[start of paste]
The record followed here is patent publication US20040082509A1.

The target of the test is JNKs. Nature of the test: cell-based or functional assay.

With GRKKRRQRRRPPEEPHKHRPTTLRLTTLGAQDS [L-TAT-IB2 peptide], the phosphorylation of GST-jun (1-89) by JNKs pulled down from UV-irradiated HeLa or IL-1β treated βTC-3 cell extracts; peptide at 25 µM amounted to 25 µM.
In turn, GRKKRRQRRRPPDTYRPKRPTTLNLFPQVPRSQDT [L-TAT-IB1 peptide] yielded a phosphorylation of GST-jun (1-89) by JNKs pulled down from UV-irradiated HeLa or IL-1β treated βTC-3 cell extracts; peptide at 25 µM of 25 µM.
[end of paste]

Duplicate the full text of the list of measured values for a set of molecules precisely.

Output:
The record followed here is patent publication US20040082509A1.

The target of the test is JNKs. Nature of the test: cell-based or functional assay.

With GRKKRRQRRRPPEEPHKHRPTTLRLTTLGAQDS [L-TAT-IB2 peptide], the phosphorylation of GST-jun (1-89) by JNKs pulled down from UV-irradiated HeLa or IL-1β treated βTC-3 cell extracts; peptide at 25 µM amounted to 25 µM.
In turn, GRKKRRQRRRPPDTYRPKRPTTLNLFPQVPRSQDT [L-TAT-IB1 peptide] yielded a phosphorylation of GST-jun (1-89) by JNKs pulled down from UV-irradiated HeLa or IL-1β treated βTC-3 cell extracts; peptide at 25 µM of 25 µM.